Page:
SEO (search engine optimization) is effectively describing your site to search engines so they recommend its content to to the right people. Who are the right people? People searching for terms and topics that are relevant to your content.
Without SEO, your content won’t appear at the top of search results for Google when you want it to. And, your content won’t work well with your own website’s search function. (For a refresher on why SEO matters, read our SEO Fact Sheet.
Good organic SEO starts with a sound content foundation. To help you lay that foundation, let’s walk through the essential steps.
What are you trying to accomplish through the content you want people to find? Who are you trying to reach? What do you want people to do with your content after they find it? The clearer your objectives, the better you can describe your content to search engines.
Search engines sift through your content to find matches with the keywords people use. Find words that people commonly search for and yet are unique to your message. Compile a list of useful, relevant keywords. Think in terms both broad and targeted to cover your bases. Then, use those keywords throughout your content.
Note: With search engines, too much of a good thing is possible. Search engines will penalize content that uses a keyword too often.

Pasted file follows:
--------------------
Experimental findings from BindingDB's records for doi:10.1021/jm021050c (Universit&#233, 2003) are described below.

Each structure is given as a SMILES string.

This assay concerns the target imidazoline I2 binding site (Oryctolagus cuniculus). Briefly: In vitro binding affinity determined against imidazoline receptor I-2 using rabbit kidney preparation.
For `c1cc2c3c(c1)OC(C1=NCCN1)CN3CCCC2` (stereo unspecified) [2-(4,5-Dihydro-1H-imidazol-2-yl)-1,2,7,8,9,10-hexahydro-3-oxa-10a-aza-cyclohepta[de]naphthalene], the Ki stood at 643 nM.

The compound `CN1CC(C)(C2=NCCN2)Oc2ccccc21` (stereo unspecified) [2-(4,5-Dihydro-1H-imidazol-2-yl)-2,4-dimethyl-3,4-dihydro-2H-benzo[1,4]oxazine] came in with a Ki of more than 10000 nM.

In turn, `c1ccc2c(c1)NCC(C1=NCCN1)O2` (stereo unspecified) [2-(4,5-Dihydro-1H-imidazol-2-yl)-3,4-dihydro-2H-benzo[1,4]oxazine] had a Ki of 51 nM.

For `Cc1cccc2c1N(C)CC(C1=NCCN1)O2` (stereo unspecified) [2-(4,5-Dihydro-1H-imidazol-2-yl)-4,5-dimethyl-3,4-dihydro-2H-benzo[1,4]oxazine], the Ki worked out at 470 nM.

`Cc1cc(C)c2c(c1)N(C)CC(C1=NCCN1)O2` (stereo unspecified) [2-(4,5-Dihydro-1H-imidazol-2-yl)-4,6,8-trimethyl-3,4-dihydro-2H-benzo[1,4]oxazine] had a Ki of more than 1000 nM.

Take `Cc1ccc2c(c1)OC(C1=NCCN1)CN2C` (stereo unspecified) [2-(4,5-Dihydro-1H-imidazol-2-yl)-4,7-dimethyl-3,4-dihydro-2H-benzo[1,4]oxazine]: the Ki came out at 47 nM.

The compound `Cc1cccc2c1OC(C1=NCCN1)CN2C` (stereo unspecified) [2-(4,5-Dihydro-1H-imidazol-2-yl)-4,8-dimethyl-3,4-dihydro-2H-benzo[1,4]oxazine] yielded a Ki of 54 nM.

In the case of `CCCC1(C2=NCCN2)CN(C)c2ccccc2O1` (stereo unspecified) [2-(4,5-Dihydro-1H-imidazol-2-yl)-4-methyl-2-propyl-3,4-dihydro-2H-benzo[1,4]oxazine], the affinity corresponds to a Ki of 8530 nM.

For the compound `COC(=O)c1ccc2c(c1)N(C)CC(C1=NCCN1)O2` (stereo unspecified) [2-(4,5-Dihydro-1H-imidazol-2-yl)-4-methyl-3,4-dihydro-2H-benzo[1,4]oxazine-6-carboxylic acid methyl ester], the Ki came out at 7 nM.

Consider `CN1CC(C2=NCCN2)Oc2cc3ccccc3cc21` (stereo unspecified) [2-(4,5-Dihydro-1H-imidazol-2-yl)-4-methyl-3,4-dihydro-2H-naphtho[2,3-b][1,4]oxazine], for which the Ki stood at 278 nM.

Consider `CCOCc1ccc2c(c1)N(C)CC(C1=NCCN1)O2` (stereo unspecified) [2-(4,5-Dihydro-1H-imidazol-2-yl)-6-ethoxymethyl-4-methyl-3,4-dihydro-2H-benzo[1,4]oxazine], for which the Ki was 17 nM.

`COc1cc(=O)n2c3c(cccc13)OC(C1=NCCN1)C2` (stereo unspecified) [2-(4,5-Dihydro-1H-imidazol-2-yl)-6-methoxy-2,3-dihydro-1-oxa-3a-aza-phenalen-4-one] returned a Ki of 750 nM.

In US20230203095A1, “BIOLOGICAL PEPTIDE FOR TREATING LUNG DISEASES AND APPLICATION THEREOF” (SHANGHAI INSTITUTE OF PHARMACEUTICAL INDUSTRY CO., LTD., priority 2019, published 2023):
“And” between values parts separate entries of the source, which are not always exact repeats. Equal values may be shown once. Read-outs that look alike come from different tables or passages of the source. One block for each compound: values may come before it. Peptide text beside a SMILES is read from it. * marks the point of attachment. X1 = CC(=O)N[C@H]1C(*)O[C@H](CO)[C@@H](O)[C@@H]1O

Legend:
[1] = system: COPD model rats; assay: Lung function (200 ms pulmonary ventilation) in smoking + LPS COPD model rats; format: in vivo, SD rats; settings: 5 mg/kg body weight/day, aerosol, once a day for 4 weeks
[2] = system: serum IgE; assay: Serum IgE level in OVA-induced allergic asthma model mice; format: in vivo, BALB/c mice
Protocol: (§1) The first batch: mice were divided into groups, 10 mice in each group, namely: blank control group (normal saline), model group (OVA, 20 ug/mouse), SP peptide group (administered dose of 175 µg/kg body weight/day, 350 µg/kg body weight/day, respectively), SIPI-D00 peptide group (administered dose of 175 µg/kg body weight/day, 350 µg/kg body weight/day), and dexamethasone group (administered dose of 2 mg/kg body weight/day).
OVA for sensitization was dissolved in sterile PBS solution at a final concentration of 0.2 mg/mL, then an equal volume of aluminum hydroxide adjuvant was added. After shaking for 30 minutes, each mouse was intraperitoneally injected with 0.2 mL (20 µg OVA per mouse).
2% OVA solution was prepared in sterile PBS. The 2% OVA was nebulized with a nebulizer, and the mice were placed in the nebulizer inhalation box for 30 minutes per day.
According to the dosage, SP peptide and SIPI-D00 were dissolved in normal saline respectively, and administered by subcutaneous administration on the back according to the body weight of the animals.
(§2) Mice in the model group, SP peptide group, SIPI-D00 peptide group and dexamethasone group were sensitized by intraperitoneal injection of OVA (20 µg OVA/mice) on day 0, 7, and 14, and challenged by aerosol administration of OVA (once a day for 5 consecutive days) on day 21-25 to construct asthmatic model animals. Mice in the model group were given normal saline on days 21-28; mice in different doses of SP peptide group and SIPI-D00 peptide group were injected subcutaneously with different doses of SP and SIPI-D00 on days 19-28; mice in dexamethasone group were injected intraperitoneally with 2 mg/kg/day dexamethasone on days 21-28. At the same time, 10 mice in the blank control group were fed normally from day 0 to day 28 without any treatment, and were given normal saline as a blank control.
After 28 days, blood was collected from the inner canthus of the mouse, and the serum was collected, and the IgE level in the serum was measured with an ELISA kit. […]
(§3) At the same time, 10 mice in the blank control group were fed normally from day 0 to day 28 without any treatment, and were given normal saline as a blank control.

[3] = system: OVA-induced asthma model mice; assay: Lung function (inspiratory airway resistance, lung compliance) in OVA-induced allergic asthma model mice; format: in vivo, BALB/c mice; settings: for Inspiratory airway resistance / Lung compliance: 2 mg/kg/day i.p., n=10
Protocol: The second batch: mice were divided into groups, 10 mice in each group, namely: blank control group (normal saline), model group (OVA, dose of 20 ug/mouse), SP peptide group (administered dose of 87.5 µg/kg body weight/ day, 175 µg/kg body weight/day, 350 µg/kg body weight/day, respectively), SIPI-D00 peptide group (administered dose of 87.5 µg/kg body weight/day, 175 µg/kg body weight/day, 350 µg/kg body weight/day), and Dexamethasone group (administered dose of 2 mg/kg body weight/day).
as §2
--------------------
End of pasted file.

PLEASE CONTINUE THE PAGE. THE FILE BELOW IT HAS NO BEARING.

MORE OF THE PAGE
Give each page, screen, or component a specific focus that aligns with your keywords. For each page, screen, or component, plan quality content. Why quality and not quantity? Google just changed their search engine algorithm to punish “low-quality” sites, such as sites that simply copy other sites’ content, and benefit sites that provide original, quality content.
When designing the content for each page, pay attention to individual elements that benefit SEO. Page titles, for example, are important because they display on search results. Make your page titles descriptive as well as unique to each page. Be accurate about the purpose of the page but not verbose. This goes for meta descriptions as well. Also important are the links within your pages. For example, “Click Here” will not cut it. Make your links descriptive, unique, and use your keywords.
A picture is worth a thousand words to people, not to search engines. Search engines don’t see photos, videos, podcasts, and other non-text content the way we do. You have to explain those types of content. Describe them accurately in ALT tags, captions, filenames, and the surrounding text. Use those keywords again when appropriate.
Regularly update and, if needed, add to the content on your site. This step can involve everything from rotating your site features to publishing blog posts to integrating feeds from your social networks.
We’ve covered the essential steps for making your content friendly to search engines. In my next post, I’ll share tips for working with other team members on SEO through a project lifecycle.
Originally published on the now-archived Content Science blog in July 2012.
Content that uses emotive language performs nearly twice as well as purely factual content. Learn more in this guide from Acrolinx.
Learn why one page is rarely enough to rank for competitive topics and how to build a content cluster that positions you as an authority in this MarketMuse whitepaper.
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